Darwin was on to something with his consilience. In plain English, that’s many ways of coming to an unmistakable conclusion. For instance, Bud Rickart says to me at the Rod&Gun on a Wednesday night, “Gibb Delbert means to kill you.” That’s just one line of inquiry as Mr. Darwin was so fond of saying. Gibb comes into said establishment not thirty minutes later with a loaded revolver, puts one in my thigh, and one in my shoulder before he gets tackled. That’s conclusive proof.

Action: Gibb done shot me.

Reaction: He went to jail for two months till next Friday.

But what goes up must come down; that’s Newton not Darwin. I hope I’m not moving too fast. This evidence comes together on the quick. Last night I get a call says, “Will you accept charges from Danville Penitentiary?” Course I decline. This morning, I got a Banty Rooster broke-necked under my windshield wiper.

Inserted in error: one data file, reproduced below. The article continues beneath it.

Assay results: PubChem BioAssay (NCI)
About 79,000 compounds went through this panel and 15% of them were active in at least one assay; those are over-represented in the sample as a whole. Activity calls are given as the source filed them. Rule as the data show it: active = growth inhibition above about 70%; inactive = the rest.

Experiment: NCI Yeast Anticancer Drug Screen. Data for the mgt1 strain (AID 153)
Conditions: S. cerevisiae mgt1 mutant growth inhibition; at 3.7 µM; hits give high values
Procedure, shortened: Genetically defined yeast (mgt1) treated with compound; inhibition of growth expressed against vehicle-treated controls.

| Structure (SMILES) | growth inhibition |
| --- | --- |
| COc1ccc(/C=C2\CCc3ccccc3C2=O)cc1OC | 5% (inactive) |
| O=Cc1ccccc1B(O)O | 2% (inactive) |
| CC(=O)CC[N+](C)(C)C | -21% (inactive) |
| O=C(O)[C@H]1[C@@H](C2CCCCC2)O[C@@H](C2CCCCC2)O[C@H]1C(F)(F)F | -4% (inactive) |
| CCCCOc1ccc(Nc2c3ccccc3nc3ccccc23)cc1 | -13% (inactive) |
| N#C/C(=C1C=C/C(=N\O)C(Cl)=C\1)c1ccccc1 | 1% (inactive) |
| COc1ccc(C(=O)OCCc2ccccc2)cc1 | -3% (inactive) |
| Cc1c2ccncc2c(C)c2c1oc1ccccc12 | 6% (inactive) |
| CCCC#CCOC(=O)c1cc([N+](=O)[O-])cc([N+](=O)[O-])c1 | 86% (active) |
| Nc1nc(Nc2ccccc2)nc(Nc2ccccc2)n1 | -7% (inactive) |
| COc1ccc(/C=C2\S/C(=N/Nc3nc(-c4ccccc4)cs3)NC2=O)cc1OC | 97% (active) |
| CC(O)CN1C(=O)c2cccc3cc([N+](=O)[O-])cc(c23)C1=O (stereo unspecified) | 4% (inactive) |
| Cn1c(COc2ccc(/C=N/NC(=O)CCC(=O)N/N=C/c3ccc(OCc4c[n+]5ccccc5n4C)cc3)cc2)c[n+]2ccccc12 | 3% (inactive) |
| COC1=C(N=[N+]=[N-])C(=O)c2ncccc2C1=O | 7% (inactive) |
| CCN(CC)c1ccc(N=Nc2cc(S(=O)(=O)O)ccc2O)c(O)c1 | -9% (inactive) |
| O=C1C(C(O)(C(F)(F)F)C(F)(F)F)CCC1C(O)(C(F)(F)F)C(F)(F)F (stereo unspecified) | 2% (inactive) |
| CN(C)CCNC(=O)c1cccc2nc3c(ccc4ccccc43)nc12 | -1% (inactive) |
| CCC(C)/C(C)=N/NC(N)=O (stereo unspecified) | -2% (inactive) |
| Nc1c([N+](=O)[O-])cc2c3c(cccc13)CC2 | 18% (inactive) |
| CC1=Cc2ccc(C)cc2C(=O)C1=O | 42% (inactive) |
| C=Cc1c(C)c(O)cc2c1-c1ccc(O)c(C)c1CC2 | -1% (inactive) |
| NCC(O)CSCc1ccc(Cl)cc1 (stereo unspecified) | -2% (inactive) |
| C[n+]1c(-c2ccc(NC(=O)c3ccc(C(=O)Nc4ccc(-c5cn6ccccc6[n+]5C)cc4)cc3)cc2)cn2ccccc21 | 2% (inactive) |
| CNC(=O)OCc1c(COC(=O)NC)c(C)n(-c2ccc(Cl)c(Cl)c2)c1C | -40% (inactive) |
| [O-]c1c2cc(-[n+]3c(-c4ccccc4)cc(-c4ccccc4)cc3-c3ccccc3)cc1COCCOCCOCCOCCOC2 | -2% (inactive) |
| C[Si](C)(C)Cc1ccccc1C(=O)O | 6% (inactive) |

Proof: Blood feathers mean blood feud.

Times was when a righteous man with a crack shot might claim feud as self-defense. Not so today. Men like me need formularies just like the fellas writing the text books. Solving for the unknown in my neighborhood is a high stakes control set. Trajectory of bullets and repositioning the body? Mishandling those details gets you caught. My numbers got to add up, or I might as well start posing for a county sponsored head shot. Leave Jesus be. Houdini’s my savior. I need a disappearing act.

Hypothesis of an Unlocatable Body

Theorem 1: Deer season, I take the clip outta my rifle to give me two extra slugs. At twenty paces, I can end a man in the time of year no one questions a gun shot, or three, in quick succession. But that ain’t the difficult part. Trajectory of bullets, clip out, and a body? Too obvious and me the likely suspect.